Judge Rakoff appears to have questioned the Second Circuit’s interpretation of Dirks: “Whether this is the required reading of Dirks may not be obvious, and it may not be so easy for a lower court, which is bound to follow both decisions, to reconcile the two.” He added in a footnote that “the Dirks decision seems to distinguish a quid pro quo relationship from instances where an insider makes a ‘gift’ of confidential information to a relative or friend; whereas, the Newman decision suggests that the latter type of relationship (i.e. mere friendship) can lead to an inference of personal benefit only where there is evidence that is generally akin to a quid pro quo.”
Nevertheless, Judge Rakoff held that, for purposes of a civil SEC enforcement action, the SEC’s complaint met “any definition of ‘benefit’ set forth in either Dirks or Newman.” The SEC alleged that Martin (the initial tipper) and Conradt (the initial tippee) “‘shared a close mutually-dependent financial relationship, and had a history of personal favors,’” that “their expenses were ‘intertwined,’ that Conradt took the lead in organizing and initially paying their shared expenses, and that [Conradt] negotiated reductions in their utilities and rent payments.” In addition, “Conradt assisted Martin with a criminal legal matter that threatened Martin’s ability to remain legally in the United States, . . . and subsequently, ‘Martin thanked Conradt for his prior assistance with the criminal legal matter and told Conradt he was happy that Conradt profited from the . . . trading because Conradt had helped him.’”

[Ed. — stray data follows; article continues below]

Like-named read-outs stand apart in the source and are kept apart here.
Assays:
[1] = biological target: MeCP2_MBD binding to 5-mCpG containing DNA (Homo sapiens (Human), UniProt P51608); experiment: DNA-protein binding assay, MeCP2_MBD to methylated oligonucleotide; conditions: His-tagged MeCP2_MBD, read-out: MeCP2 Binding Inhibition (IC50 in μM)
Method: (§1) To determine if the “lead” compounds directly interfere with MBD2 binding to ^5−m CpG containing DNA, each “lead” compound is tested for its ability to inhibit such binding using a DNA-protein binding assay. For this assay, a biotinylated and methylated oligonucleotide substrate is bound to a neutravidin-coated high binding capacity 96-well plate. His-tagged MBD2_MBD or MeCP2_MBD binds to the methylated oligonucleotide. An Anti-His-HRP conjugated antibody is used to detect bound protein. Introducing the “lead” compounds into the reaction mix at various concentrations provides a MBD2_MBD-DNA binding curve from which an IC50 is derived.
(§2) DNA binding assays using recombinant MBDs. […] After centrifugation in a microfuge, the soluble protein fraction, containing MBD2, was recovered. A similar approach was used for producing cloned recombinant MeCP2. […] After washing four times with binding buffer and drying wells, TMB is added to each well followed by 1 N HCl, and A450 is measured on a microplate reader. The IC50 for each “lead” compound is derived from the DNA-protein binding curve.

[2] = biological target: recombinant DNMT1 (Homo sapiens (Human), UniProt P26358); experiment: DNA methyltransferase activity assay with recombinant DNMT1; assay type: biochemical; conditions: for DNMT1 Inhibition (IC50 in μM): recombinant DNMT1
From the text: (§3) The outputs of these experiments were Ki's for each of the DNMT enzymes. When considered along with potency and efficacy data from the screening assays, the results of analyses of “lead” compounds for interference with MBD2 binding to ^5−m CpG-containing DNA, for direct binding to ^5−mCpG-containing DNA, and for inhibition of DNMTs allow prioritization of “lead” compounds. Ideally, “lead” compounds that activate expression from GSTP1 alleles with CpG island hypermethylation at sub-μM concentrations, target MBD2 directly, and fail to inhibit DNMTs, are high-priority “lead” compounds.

Judge Rakoff also ruled that the SEC had sufficiently pled, for civil-enforcement purposes, that the defendants had known of Martin’s personal benefit. The defendants allegedly had known about Martin’s and Conradt’s friendship and about Martin’s legal problems. The court also observed that, unlike in Newman, where the remote tippees “‘knew next to nothing’ about the tippers, were unaware of the circumstances of how the information was obtained, and ‘did not know what the relationship between the [tipper] and the first-level tippee was,’” the defendants here allegedly “knew the basic circumstances surrounding the tip” and “recklessly avoided discovering additional details.” In addition, the defendants allegedly had taken “multiple steps to conceal their own trading in [the target’s] securities.”
Judge Rakoff’s decision, coming only several days after the Second Circuit denied panel and en banc rehearing in Newman, will likely add to the debate about whether Newman correctly construed Dirks’s personal-benefit requirement. The Government is deciding whether to petition for certiorari in Newman, and three bills are pending in Congress to displace Newman (see our blog posts here and here). Indeed, Judge Rakoff observed that, “if unlawful insider trading is to be appropriately deterred, it must be adequately defined. The appropriate body to do so, one would think, is Congress . . . .”
The case also could illustrate the difference between civil and criminal standards of liability. Martin, Conradt, and Payton had pled guilty to insider trading before Newman, but a different Southern District judge (Judge Andrew Carter) vacated the pleas after Newman. However, Judge Rakoff sustained the SEC’s complaint under civil-liability standards.